Leadership and Continuous Improvement at Groote Schuur Hospital

Presenter: Dr Bhavna Patel, CEO, Groote Schuur Hospital

Globally, the delivery of healthcare in a cost effective and equitable way is becoming a challenge and in the South African context, balancing the burden of disease and the patient load within available resources, while still maintaining quality of care, is becoming unsustainable. The leaders of today would need to do something different in order to avoid a collapse of the system. This can be effected through appropriate leadership and driving innovation with a view to improving the quality of care provided. This presentation will describe the journey of Groote Schuur Hospital since 2013 and review how a home-grown leadership development program for the executive managers, facilitated the implementation of improvement projects using lean management principles. The review will also focus on which other factors enabled or disabled this process.


Implementing Lean in a Resource-Constrained Environment – the story of Malamulele Onward’s DIY Lean Transformation

Presenter: Gillian Saloojee, Executive Director, Malamulele Onward

Malamulele Onward is a non-profit organization which exists to improve the quality of life of rural children with moderate and severe disabilities as well as the life of their carers. We want each child, no matter how severe their disability to thrive within a supportive environment whilst equipping their parents and families for a lifetime of caring. Running a machine as complex as Malamulele Onward and tackling a condition as complex as CP requires structure, standardization, and most importantly development of people.  The child’s mother is the constant in the child’s life and by giving her the skills and knowledge she needs in order to problem solve how best to handle and care for her child in ways that are helpful and therapeutic, we will achieve a lasting impact. To achieve this we have developed a standardized training programme which trains mothers to train other mothers; introduced visual boards into every aspect of our work; and most importantly, adopted a rigorous PDCA approach in everything we do. We consciously and continually reassess what we do and constantly improve our processes and programmes. Being an NPO, we simply do not have the luxury of spending resources on doing things that simply do not work.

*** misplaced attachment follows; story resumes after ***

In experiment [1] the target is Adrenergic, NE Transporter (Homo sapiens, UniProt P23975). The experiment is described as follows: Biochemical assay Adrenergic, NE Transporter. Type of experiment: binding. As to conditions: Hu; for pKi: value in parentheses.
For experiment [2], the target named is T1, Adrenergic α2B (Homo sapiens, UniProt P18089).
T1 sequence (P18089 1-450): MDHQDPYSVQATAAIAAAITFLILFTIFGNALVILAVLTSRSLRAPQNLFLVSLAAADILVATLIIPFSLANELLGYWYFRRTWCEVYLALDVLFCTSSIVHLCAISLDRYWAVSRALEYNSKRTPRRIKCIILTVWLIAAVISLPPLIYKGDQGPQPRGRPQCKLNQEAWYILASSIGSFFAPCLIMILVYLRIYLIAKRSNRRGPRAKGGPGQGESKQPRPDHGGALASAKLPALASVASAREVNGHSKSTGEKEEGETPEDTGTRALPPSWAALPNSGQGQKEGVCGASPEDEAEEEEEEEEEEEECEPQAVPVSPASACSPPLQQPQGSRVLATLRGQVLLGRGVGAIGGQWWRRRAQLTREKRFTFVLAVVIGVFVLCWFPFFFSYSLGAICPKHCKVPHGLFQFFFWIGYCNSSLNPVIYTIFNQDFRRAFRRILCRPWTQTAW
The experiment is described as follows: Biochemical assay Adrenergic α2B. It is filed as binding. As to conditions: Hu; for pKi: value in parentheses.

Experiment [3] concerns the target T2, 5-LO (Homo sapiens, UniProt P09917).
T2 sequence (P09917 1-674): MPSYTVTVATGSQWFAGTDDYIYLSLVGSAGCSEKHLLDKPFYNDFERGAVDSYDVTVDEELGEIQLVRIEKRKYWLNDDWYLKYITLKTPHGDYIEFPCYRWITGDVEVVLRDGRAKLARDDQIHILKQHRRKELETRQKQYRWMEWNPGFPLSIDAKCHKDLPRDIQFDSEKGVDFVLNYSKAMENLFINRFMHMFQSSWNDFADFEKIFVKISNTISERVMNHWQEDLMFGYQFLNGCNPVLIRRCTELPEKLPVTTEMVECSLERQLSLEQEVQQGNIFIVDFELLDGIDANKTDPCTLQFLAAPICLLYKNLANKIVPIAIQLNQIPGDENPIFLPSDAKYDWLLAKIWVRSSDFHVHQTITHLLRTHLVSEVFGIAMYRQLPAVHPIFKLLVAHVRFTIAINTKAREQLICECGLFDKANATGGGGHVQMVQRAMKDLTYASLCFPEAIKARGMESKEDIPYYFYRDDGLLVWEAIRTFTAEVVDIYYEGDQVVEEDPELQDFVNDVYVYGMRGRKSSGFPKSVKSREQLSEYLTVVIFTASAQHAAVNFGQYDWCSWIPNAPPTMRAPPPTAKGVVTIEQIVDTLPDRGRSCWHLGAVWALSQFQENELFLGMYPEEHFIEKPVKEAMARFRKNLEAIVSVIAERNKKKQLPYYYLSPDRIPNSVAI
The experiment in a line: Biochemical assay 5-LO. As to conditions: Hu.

How did Omnia Integrate and Entrench Change?

Presenter: Tjaart van den Berg, General Manager: Continuous Improvement, Omnia

Creating change momentum is important but sustaining the momentum for the long run is even more critical. Many change efforts are not effective after a certain period. Questions that come to mind:

  • How to keep the people on board?
  • How to entrench change management practices in the organisation’s DNA
  • What is the purpose, function and reason for the CI team and their influence on keeping the momentum?


Shared Data for a Lean Civic Society

Presenter: Sam Vos, Director, U-Turn Homeless Ministries

U-turns’ clients are Cape Town’s 7,500 homeless people, and U-turn works to equip them with skills to overcome homelessness. Given limited resources and a low sector rate for rehabilitation, U-turn began incorporating LEAN principles to shift from a traditional welfare service of ad hoc basic needs relief, to a high-quality phased rehabilitation programme for a sustainable pathway out of homelessness. From 2005 to 2017, output increased from serving 60 homeless individuals to over 1000, alongside improved product quality: 6 months after graduates leaving the final Life Change programme, 75% maintain a stable income, 62% remain in independent formal accommodation (ie. brick and mortar), and 75% remain sober. By involving all parties, from Director to its homeless customers, U-turn has crafted systems and used technology to reduce duplication and inefficiency, most notably reducing the waste of human resources. Rather than a traditional hand-out model where the homeless are benefactors, the homeless are instead both clients and integral to U-turn’s workforce, by turns enhancing its end product of rehabilitation and reintegration. Given the limited resources available to NPOs, and the desperate need for increased capacity and quality of service, adopting a Kaizen approach has profound implications. With this in mind, U-turn established Connect Consulting in 2010 to guide other NPOs for effective systems. The consultancy now contributes towards the 43% self-generated funds supporting U-turn’s operations.